New psychology research indicates that gratitude motivates people to meet the sexual needs of their romantic partners. The study, published in Social Psychological and Personality Science, suggests those who feel appreciated by their partner and appreciative towards their partner tend to have a stronger sexual bond.
“I became interested in this topic because I think it is applicable to many people. Over the course of a romantic relationship, people will likely experience times when they do not feel sexually satisfied, and this can be harmful to their overall relationship satisfaction,” said study author Ashlyn Brady of the University of North Carolina at Greensboro.
“Recent findings suggest that having the motivation to fulfill a partner’s sexual needs (i.e., sexual communal strength) may help buffer romantic couples from experiencing these normative declines in sexual satisfaction; however, it was still unknown how people could enhance their motivation to fulfill their partner’s sexual needs. The current results help us to understand factors that promote sexual communal strength.”
The researchers first recruited 185 participants using Amazon’s Mechanical Turk service for a pilot study, which found that individuals who agreed more strongly with statements like “I appreciate my partner” and “My partner often tells me the things that she or he really likes about me” were more likely to say that fulfilling the sexual needs of their partner was a high priority.
Brady and her colleagues then conducted a longitudinal study with 118 heterosexual couples. The researchers found that gratitude was positively associated with changes in sexual communal strength over time.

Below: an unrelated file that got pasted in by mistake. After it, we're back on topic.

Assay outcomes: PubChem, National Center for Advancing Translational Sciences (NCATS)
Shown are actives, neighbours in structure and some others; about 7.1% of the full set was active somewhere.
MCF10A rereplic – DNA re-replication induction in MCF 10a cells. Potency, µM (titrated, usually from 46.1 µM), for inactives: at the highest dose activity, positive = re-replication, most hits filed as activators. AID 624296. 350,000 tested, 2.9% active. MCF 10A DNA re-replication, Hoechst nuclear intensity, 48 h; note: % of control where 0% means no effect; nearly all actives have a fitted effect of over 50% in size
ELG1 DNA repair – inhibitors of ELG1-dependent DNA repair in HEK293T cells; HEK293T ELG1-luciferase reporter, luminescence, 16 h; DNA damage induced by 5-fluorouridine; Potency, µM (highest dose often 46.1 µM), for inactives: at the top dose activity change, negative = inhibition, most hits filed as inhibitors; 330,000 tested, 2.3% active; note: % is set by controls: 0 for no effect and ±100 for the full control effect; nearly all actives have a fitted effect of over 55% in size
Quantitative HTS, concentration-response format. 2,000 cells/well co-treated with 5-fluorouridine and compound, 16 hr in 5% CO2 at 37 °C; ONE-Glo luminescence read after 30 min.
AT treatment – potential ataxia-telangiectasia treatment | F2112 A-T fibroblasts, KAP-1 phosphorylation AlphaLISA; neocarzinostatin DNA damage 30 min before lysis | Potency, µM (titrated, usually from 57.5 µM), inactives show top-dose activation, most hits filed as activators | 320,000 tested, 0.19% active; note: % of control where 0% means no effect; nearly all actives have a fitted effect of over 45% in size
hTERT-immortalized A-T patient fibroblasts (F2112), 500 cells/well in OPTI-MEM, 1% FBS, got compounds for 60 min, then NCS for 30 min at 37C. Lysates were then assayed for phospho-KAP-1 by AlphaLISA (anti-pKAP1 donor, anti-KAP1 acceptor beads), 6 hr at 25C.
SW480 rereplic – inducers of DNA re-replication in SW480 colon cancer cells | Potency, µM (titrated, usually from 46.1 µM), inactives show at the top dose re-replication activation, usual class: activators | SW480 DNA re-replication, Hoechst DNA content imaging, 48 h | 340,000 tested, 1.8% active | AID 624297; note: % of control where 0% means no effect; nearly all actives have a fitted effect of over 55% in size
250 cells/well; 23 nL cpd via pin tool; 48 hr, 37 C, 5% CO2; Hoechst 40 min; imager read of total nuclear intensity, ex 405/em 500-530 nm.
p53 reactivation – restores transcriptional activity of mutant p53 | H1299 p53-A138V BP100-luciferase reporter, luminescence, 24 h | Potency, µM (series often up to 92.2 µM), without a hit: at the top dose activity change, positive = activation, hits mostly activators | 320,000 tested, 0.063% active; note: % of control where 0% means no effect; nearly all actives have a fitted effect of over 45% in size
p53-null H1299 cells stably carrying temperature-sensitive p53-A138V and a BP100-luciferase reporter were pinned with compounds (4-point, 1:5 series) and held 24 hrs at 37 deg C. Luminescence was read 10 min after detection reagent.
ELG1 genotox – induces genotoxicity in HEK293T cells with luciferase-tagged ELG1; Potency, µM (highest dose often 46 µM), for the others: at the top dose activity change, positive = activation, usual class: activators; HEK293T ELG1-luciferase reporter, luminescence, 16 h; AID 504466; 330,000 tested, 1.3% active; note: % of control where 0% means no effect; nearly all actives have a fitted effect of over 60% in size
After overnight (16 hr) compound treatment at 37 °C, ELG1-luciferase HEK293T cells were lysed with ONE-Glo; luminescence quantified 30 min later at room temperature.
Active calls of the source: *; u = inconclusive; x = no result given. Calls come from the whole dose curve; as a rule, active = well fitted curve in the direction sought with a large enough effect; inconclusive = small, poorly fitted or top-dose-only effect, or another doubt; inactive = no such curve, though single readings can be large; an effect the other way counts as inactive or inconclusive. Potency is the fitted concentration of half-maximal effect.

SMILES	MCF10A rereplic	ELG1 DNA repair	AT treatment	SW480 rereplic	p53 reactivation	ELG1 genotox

To test whether there was a causal association, the researchers conducted an online experiment with 285 individuals. They found that participants who were randomly assigned to either write about being grateful towards their partner or perceiving gratitude from their partner tended to be more likely to report greater sexual communal strength compared to participants in the control conditions.
“Finding the motivation to fulfill a romantic partner’s sexual needs may be challenging at times, but it’s important to remember that there are simple steps that can be taken to enhance this motivation,” Brady told PsyPost.
“Our results suggest that gratitude, an emotion that arises in response to the recognition that another person has been beneficial or valuable to us, is one factor that predicts greater sexual communal strength. Thus, simply experiencing gratitude toward, or receiving gratitude from, a romantic partner can increase your motivation to fulfill your partner’s sexual needs and can help maintain this motivation over time.”
The new study extends previous research, which had found a sense of thankfulness and gratitude was associated with relationship commitment and responsiveness.
But the study — like all research — includes some caveats.
“Although our results suggest that gratitude is positively associated with the motivation to meet a partner’s sexual needs over time, it is possible that people may eventually become desensitized to the benefits of gratitude if they are frequently experiencing or receiving gratitude for the same reasons over and over again. For example, you may feel especially grateful for a romantic partner after the first time they make you dinner, but those grateful feelings may not be as influential after your romantic partner prepares dinner every night for many years,” Brady explained.
“Future research should explore how the effects of gratitude that are experienced for the same reasons persist or dissipate over time. Future research may also consider the difference between benefit-triggered gratitude (i.e., gratitude in response to a specific benefit) and more generalized appreciation (i.e., a broader appreciation for the value of a romantic partner).”
“We suggest that gratitude broadly has the ability to enhance the motivation to fulfill a partner’s sexual needs; however, whether one type of gratitude is more influential than the other is also an important question to consider.”
The study, “Gratitude Increases the Motivation to Fulfill a Partner’s Sexual Needs“, was authored by Ashlyn Brady, Levi R. Baker, Amy Muise, and Emily A. Impett.